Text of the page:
Eighty years ago a young Buffalonian was preparing to launch what was to become one of the most successful political careers in Western New York history. From the lowliest of beginnings he rose to the highest councils of government.
James Michael Mead was born on Dec. 27, 1885, in Mount Morris in Livingston County. His Irish immigrant parents lived in a crude hut next to the Lackawanna Railroad tracks. The baby's father was a section boss for the railroad and it supplied the housing.
When the boy was 5, the Meads moved to East Buffalo near the rail yards. The family was so poor that James had to go to work at age 12 as a railroad water boy. He was later a lamp lighter, section hand, shop mechanic and switchman and eventually was elected president of the Switchmen's Union.
On May 10, 1911, the tall, athletic young man arrived in Washington to become a U.S. Capitol policeman. As he listened to members of Congress debate on the House floor, he concluded that he could do better. He left the capital at the end of that year for Buffalo but told friends, "I'll be back here in a few years by the front door."
Two years later, he ran as Democrat for 11th Ward supervisor and won by seven votes. He married his childhood sweetheart, Alice M. Dillon of Buffalo. They had one child, James M. Mead Jr. Whenever he could, the father continued his education at night. For some years the family lived on Gold Street.
In 1915 Mead was elected to the New York State Assembly where he fought for labor legislation. In 1918 he was drafted to run for Congress in the old 42nd District. Again Mead won. He returned to Washington to fulfill the bold prediction he made eight years earlier.
Mead was elected to the House 10 times. He become chairman of the Post Office Committee. True to his origins and background, he championed the working men and women. He was a forceful orator and known as a very hard worker. It was said that he received and answered promptly more mail in a year than any other member of Congress. For a long time his staff consisted of one person.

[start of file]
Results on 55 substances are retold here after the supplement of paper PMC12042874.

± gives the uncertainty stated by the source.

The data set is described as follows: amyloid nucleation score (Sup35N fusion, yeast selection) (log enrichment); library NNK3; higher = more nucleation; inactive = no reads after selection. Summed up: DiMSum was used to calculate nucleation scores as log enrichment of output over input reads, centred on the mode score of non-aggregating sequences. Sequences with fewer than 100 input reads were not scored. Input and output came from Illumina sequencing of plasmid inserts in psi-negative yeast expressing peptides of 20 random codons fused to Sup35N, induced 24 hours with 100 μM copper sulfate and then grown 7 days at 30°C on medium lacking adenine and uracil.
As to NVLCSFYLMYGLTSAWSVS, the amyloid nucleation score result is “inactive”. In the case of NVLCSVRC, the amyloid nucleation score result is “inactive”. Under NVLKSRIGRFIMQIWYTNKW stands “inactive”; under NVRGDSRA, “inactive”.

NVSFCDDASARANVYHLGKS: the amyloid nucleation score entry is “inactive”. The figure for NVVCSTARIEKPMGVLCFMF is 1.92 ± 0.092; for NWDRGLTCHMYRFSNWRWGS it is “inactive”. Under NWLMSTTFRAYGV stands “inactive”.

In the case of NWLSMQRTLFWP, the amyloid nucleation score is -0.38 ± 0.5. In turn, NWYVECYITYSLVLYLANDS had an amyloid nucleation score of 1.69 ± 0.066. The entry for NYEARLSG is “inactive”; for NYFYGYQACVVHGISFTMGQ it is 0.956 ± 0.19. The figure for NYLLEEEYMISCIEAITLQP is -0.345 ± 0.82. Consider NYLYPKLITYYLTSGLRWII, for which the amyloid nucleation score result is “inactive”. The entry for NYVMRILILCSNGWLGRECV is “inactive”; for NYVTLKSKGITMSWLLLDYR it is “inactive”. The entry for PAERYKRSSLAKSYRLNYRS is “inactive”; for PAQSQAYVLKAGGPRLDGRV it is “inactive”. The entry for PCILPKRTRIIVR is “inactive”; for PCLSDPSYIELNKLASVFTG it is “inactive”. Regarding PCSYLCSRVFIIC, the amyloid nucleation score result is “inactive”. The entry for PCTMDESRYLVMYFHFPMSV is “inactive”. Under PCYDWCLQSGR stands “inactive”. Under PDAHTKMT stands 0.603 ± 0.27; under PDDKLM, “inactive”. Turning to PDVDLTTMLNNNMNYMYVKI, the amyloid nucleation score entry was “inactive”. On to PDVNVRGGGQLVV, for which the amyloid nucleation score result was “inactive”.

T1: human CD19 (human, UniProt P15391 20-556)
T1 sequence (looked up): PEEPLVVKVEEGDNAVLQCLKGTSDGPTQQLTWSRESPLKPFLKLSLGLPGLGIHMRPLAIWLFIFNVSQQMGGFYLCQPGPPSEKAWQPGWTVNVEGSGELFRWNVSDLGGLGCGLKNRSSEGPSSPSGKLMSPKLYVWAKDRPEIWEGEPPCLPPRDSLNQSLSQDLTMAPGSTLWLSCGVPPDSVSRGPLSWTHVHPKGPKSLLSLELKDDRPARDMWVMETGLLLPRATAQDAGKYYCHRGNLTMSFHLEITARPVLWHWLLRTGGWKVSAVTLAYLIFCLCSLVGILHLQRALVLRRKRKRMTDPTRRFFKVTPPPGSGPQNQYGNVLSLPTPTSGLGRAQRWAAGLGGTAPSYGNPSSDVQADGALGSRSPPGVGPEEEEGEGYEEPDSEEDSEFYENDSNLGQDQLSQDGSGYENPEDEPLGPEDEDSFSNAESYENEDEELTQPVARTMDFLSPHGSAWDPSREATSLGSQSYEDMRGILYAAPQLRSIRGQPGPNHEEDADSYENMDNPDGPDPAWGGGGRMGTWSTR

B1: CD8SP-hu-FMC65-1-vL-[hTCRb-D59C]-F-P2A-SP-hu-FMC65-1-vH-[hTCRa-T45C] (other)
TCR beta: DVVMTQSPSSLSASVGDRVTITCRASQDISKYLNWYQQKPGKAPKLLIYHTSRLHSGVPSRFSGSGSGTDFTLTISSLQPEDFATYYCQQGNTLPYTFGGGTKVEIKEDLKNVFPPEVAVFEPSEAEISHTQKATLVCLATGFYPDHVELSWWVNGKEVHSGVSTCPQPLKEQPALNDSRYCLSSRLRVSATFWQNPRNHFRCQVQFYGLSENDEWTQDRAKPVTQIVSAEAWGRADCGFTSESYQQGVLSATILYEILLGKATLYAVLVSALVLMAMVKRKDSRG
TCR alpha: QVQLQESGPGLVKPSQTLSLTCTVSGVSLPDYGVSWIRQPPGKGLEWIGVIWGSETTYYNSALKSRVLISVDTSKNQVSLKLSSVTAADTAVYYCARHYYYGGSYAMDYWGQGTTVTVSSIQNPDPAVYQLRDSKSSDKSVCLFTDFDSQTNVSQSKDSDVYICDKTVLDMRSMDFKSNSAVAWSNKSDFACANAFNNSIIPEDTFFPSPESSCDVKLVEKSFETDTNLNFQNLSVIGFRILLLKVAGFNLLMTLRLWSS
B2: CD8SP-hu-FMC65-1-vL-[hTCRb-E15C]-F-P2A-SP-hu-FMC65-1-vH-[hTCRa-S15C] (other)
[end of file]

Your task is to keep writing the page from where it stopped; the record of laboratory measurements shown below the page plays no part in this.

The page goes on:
Had he remained in the House, Jim Mead might well have risen to the top. The late John W. McCormack of Massachusetts recalled that the only reason he was put in line to become speaker was that Jim Mead, who outranked him, was "promoted" to another office.
In 1938, Sen. Royal S. Copeland of New York City died. In a special election, Rep. Mead was elected to the U.S. Senate. He is the only Democrat from Buffalo ever elected to that office. Mead was re-elected two years later to a full six-year term. He ran almost a half-million votes ahead of the Democratic candidate for president, former New York Gov. Franklin D. Roosevelt.
Long before President Lyndon B. Johnson's "war on poverty," Sen. Mead declared: "We should declare a war against poverty," ignorance, persecution, prejudice, inequality and exploitation.
When FDR tapped Sen. Harry S. Truman of Missouri to be his running mate in 1944, Mead succeeded Truman as chairman of the World War II Investigating Committee. The role took him around the world on inspection tours of the major war fronts and involved considerable hazard.
Under his leadership the watchdog panel weeded out waste, corruption and inefficiency in the massive war effort. It unearthed numerous scandals. The heat was on Sen. Mead from some of his fellow Democrats to go easy on the investigations. But he persisted. The probes resulted in Democratic Rep. Andrew J. May of Kentucky going to jail and Democratic Sen. Theodore G. Bilbo of Mississippi being denied his seat.
Headlines generated by the investigations, along with Mead's 17 straight victories at the polls, his reputation for integrity, hard work and as a friend of the working people, moved New York Democrats to draft Mead to run for governor in 1946. But he was up against the popular Gov. Thomas E. Dewey and suffered his first electoral defeat. Because he would have had to run again for the Senate that year to hold his seat, the 61-year-old lawmaker found himself out of office.
He served with distinction on the Federal Trade Commission as a member and chairman. He later recalled that at the FTC he was able to deliver "some more good licks for the little guy." He retired to his home in Buffalo after 40 years of public service. His last post was as a representative of the state government in Washington.
When Mead was leaving Washington for good, Lucian Warren, who later served as Buffalo News Washington Bureau chief, noted that Jim Mead "never became a millionaire." The people were good to Jim Mead, he wrote, but, most importantly, Mead never betrayed their trust.